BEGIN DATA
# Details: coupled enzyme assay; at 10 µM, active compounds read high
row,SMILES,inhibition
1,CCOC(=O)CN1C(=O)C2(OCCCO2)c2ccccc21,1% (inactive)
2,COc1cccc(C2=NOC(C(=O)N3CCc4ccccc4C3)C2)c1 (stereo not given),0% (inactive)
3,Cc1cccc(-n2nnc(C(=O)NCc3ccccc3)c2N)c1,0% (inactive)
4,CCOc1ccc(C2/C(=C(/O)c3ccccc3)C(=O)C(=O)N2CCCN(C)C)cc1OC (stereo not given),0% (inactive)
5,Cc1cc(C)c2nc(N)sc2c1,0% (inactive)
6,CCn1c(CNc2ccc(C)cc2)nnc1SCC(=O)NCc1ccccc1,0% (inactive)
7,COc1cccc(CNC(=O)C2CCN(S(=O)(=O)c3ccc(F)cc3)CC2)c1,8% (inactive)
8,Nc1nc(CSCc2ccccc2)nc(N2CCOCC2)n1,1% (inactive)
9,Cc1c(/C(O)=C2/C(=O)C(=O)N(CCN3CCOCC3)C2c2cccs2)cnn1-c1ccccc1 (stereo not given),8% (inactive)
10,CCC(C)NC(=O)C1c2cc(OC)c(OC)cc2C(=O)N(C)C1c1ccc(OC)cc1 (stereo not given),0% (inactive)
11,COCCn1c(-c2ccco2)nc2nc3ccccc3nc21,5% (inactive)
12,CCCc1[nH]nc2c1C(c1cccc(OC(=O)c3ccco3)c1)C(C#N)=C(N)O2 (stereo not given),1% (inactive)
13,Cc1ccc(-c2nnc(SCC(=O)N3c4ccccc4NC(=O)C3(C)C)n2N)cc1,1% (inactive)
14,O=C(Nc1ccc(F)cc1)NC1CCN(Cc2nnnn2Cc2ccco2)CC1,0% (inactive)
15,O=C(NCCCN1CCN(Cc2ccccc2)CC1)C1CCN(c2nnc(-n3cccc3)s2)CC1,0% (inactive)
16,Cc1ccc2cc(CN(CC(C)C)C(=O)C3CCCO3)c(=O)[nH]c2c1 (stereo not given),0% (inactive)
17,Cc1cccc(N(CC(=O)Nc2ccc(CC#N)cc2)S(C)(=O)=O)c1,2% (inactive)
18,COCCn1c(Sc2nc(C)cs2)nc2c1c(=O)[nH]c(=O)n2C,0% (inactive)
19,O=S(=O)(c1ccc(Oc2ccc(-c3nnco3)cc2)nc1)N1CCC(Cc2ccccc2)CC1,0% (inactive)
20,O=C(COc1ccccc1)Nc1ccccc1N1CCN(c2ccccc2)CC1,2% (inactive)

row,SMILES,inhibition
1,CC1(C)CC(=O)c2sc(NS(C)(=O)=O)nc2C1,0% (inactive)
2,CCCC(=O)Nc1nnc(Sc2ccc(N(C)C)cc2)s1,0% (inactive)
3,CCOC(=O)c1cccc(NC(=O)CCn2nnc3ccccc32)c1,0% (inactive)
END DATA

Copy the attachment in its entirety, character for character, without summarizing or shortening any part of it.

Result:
# Details: coupled enzyme assay; at 10 µM, active compounds read high
row,SMILES,inhibition
1,CCOC(=O)CN1C(=O)C2(OCCCO2)c2ccccc21,1% (inactive)
2,COc1cccc(C2=NOC(C(=O)N3CCc4ccccc4C3)C2)c1 (stereo not given),0% (inactive)
3,Cc1cccc(-n2nnc(C(=O)NCc3ccccc3)c2N)c1,0% (inactive)
4,CCOc1ccc(C2/C(=C(/O)c3ccccc3)C(=O)C(=O)N2CCCN(C)C)cc1OC (stereo not given),0% (inactive)
5,Cc1cc(C)c2nc(N)sc2c1,0% (inactive)
6,CCn1c(CNc2ccc(C)cc2)nnc1SCC(=O)NCc1ccccc1,0% (inactive)
7,COc1cccc(CNC(=O)C2CCN(S(=O)(=O)c3ccc(F)cc3)CC2)c1,8% (inactive)
8,Nc1nc(CSCc2ccccc2)nc(N2CCOCC2)n1,1% (inactive)
9,Cc1c(/C(O)=C2/C(=O)C(=O)N(CCN3CCOCC3)C2c2cccs2)cnn1-c1ccccc1 (stereo not given),8% (inactive)
10,CCC(C)NC(=O)C1c2cc(OC)c(OC)cc2C(=O)N(C)C1c1ccc(OC)cc1 (stereo not given),0% (inactive)
11,COCCn1c(-c2ccco2)nc2nc3ccccc3nc21,5% (inactive)
12,CCCc1[nH]nc2c1C(c1cccc(OC(=O)c3ccco3)c1)C(C#N)=C(N)O2 (stereo not given),1% (inactive)
13,Cc1ccc(-c2nnc(SCC(=O)N3c4ccccc4NC(=O)C3(C)C)n2N)cc1,1% (inactive)
14,O=C(Nc1ccc(F)cc1)NC1CCN(Cc2nnnn2Cc2ccco2)CC1,0% (inactive)
15,O=C(NCCCN1CCN(Cc2ccccc2)CC1)C1CCN(c2nnc(-n3cccc3)s2)CC1,0% (inactive)
16,Cc1ccc2cc(CN(CC(C)C)C(=O)C3CCCO3)c(=O)[nH]c2c1 (stereo not given),0% (inactive)
17,Cc1cccc(N(CC(=O)Nc2ccc(CC#N)cc2)S(C)(=O)=O)c1,2% (inactive)
18,COCCn1c(Sc2nc(C)cs2)nc2c1c(=O)[nH]c(=O)n2C,0% (inactive)
19,O=S(=O)(c1ccc(Oc2ccc(-c3nnco3)cc2)nc1)N1CCC(Cc2ccccc2)CC1,0% (inactive)
20,O=C(COc1ccccc1)Nc1ccccc1N1CCN(c2ccccc2)CC1,2% (inactive)

row,SMILES,inhibition
1,CC1(C)CC(=O)c2sc(NS(C)(=O)=O)nc2C1,0% (inactive)
2,CCCC(=O)Nc1nnc(Sc2ccc(N(C)C)cc2)s1,0% (inactive)
3,CCOC(=O)c1cccc(NC(=O)CCn2nnc3ccccc32)c1,0% (inactive)